Molly’s Game is based on the memoir Molly’s Game: From Hollywood’s Elite to Wall Street’s Billionaire Boys Club, My High-Stakes Adventure in the World of Underground Poker by Molly Bloom. The story takes a close-up view of a world that is well beyond most of us. However, when we first see Bloom, she is training to be a skier. Her first coach is her father (Kevin Costner) and he is a very tough on his daughter. The expectations on Molly and her two brothers are extremely high. The Bloom siblings are supposed to excel in sport and academically. When Molly is unable to maintain her sporting career, she loses direction. Rather than attending law school as she had always planned, she heads to L.A. and eventually gets involved in the underground poker world.
In the beginning, she is merely a lowly-paid worker and spectator to the high-rolling, private games. The players are powerful figures in showbiz, sports or business. She doesn’t understand the games themselves or the slightly shady business that keeps the money coming in, but she is a quick study and eventually she decides that she can run the games better than her employer. Her entry into this world leads her to change things about her presentation and where she lives, but she is careful to maintain a business that is above-the-boards in terms of the law.
Bloom spends a number of years, first in Los Angeles and then in New York, building these games. Despite her precautions, they are still risky propositions legally and in terms of the money she could lose (as the virtual bank). The expectation is that anyone running the games must be taking a percentage, which is highly illegal. Bloom is, in fact, not doing this, nonetheless with the types of powerful people attending, there is an increasing risk that she will run into major problems.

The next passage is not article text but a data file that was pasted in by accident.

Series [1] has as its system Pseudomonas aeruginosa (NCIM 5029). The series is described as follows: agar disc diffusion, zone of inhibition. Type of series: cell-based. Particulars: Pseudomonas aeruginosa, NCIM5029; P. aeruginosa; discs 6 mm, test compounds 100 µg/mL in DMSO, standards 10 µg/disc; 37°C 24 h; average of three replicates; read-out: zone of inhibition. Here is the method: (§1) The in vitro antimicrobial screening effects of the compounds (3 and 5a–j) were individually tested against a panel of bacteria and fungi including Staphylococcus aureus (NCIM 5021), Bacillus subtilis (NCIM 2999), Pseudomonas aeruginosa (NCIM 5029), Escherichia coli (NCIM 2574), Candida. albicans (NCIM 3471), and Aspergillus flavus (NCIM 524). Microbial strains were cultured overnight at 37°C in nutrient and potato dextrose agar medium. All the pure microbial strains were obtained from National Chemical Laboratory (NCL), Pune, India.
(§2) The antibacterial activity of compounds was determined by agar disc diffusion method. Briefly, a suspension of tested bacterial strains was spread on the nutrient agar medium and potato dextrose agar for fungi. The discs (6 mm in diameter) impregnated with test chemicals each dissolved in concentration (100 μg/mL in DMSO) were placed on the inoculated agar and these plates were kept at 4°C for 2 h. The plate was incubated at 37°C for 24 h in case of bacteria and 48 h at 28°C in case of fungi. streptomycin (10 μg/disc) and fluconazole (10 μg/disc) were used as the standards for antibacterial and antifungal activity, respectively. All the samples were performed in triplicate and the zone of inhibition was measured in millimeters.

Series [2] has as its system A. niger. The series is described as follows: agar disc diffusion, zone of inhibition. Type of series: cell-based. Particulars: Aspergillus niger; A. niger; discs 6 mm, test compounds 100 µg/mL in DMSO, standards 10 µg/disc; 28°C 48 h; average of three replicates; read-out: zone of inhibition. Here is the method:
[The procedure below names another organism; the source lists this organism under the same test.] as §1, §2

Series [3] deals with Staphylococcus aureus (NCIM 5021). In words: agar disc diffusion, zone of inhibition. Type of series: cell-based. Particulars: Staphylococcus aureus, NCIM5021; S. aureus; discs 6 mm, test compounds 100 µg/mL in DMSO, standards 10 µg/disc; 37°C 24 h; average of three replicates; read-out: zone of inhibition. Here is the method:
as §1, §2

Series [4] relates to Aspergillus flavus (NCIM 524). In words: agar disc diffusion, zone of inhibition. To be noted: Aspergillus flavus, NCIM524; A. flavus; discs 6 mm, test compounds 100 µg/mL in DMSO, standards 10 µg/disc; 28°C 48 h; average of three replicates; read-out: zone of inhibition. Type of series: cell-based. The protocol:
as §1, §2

MOLLY’S GAME is written by the award-winning Aaron Sorkin, known for his work on television’s The West Wing and the features THE SOCIAL NETWORK (2010) and MONEYBALL (2011) to name but three. Surprisingly for someone with Sorkin’s track record, this movie is his directorial debut. The source material is fascinating and Sorkin treats the tale with his trademark dramatic flair. Bloom is smart, resourceful and has an ethical code. Nonetheless, she over-estimates her ability to thrive in her new world financially without it affecting who she is fundamentally. This is the question this story poses: can Molly run her game and not be destroyed by it?
Jessica Chastain in a lead role is usually watchable, but she shines here as the A-Type who loses herself. This is some of her best work. Michael Cera is very good too, nicely cast against type. Idris Elba and Kevin Costner also make notable contributions.
For those who know Sorkin’s work as a playwright and screenwriter, MOLLY’S GAME has a familiarity in its wordy approach to the dramatic. The movie is densely packed, slightly overlong at 140 minutes, but ultimately it is a satisfying journey into a world that is tempting and dangerous (7.5/10)